Answer by Ballad at 3:10 PM on Dec. 9, 2013

  • You are thinking on dating and you are not even divorced yet. It hasn't even got to that yet. Why don't you decide what you want to do. do you want to stay married to this guy or not? Don't let him decide for you. He left over a month ago. and hasn't made up his mind yet if he wants you or not? Time for you to decide. Then tell him.

    Answer by louise2 at 4:25 PM on Dec. 9, 2013

  • I don't know, it sounds like you guys are in an essentially healthy (although difficult) place. You were clear about your boundaries & did not adapt them "just" because he left. He was upset & left, and is "trying to figure out" whether he can accept these terms, and stay married. That's pretty much what needs to happen! You have no way of knowing whether or not he'll be "able" to accept your life/boundaries/decisions. It's entirely possible that he WILL engage his insecurity issues, unlikely as it seems to you. Being in this situation, with you still open to the relationship while holding boundaries you believe are right (responsive, but unwilling to agree to limits that you think are ridiculous), is what creates the possibility!
    Your husband is finding out that he can't make you decide to do whatever he wants re: your coparent. His decision about whether or not he will live with that will decide whether he engages.

    Answer by girlwithC at 3:23 AM on Dec. 10, 2013

  • I would ask those questions (from the end of your post) in a counseling session, if needed.

    You guys saw each other once, and probably are feeling equal amounts of "stuff" as a result of the experience. This is a dynamic time of learning. He may be waiting to find out things like, What happens now after you saw him & nothing had changed? How does that affect your decisions? He takes in that information and that informs his feelings & decisions. If you DID agree to terms "just to get him back home," he'd find it had been worth "holding out." If you don't, but you clearly stay open/receptive, it solidifies for him that these are the terms & he can have a responsive, respectful, dynamic relationship with a woman who will maintain her integrity but will listen & adapt flexibly when she can.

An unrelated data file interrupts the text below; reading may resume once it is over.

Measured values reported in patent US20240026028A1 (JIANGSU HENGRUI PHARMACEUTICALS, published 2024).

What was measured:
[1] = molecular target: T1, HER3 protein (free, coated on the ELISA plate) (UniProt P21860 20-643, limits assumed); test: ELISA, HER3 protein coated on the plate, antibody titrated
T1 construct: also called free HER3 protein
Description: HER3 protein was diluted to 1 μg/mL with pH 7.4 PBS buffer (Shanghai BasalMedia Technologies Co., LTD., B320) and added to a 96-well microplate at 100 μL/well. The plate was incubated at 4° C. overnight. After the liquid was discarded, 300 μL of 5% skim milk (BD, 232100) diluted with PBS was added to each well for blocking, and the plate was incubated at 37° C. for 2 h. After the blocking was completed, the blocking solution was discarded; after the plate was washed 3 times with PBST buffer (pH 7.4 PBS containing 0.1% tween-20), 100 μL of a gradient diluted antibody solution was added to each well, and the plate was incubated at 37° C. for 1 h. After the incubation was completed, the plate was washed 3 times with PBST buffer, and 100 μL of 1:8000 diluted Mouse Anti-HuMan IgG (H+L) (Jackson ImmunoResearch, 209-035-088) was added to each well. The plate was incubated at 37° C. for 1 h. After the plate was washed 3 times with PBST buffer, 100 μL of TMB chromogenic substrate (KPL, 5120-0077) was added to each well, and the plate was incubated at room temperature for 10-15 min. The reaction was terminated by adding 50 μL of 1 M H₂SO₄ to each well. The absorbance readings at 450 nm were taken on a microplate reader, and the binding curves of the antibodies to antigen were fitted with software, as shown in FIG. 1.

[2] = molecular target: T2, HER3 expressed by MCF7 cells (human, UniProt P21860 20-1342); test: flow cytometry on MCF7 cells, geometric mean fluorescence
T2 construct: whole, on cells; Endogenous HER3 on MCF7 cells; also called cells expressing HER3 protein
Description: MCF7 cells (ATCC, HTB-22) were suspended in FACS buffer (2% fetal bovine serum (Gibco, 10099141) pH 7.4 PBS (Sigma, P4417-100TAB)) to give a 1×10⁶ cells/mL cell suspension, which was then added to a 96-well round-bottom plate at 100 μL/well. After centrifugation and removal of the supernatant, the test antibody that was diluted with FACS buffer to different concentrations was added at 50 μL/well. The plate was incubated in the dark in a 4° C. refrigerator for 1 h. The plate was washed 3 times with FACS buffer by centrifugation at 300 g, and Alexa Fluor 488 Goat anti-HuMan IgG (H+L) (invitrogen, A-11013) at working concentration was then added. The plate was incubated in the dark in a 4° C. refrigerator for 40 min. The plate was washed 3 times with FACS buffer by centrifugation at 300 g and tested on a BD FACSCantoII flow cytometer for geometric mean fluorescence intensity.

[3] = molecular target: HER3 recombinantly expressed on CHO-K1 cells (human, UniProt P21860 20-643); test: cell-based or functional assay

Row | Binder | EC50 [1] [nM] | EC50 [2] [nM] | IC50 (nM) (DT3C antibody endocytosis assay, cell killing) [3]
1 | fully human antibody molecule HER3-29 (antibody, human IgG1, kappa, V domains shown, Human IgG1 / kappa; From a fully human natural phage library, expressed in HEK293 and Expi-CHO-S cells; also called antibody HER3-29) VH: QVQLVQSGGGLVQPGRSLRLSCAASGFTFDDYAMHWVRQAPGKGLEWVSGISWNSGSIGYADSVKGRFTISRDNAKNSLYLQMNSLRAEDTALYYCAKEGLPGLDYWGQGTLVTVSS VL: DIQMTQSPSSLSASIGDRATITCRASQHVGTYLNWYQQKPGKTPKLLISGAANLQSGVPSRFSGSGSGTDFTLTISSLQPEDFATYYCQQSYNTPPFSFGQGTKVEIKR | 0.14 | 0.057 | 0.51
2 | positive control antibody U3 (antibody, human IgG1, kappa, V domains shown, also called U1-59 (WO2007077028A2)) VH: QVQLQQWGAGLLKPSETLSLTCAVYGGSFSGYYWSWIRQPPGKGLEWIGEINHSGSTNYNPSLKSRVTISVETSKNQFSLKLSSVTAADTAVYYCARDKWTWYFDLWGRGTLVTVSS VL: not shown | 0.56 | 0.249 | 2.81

It's unlikely for an individual to reach acceptance & engage personal issues(grow) before fully registering & experiencing futility.

    Answer by girlwithC at 3:50 AM on Dec. 10, 2013

  • The true, deep, personal experience of futility (which involves sadness, grieving a loss) is what leads to adaptation. THAT is when humans soften, grieve, and begin to adapt, making decisions & choices as they come to terms with "reality." The "finding out" stage precedes all of that (and an individual can't register true futility while still focused on discovering if THIS will "work"--if she'll cave in after she sees that nothing has changed with me & I'm no closer to coming home, etc. That's still part of "finding out" if pressure/leverage will "work.")

    I just got reminded of a situation early in my relationship with my husband *dating about 4 months), in which I learned that his personal limits would hold against my pressure, against "reasoned" arguments & emotional leverage. I remember how he stayed open to me/my feelings but held his limits in this area. Futility sank in. It was a time of growth & adaptation, for me.

    Answer by girlwithC at 4:12 AM on Dec. 10, 2013

  • move on

    Answer by christina122952 at 3:01 PM on Dec. 11, 2013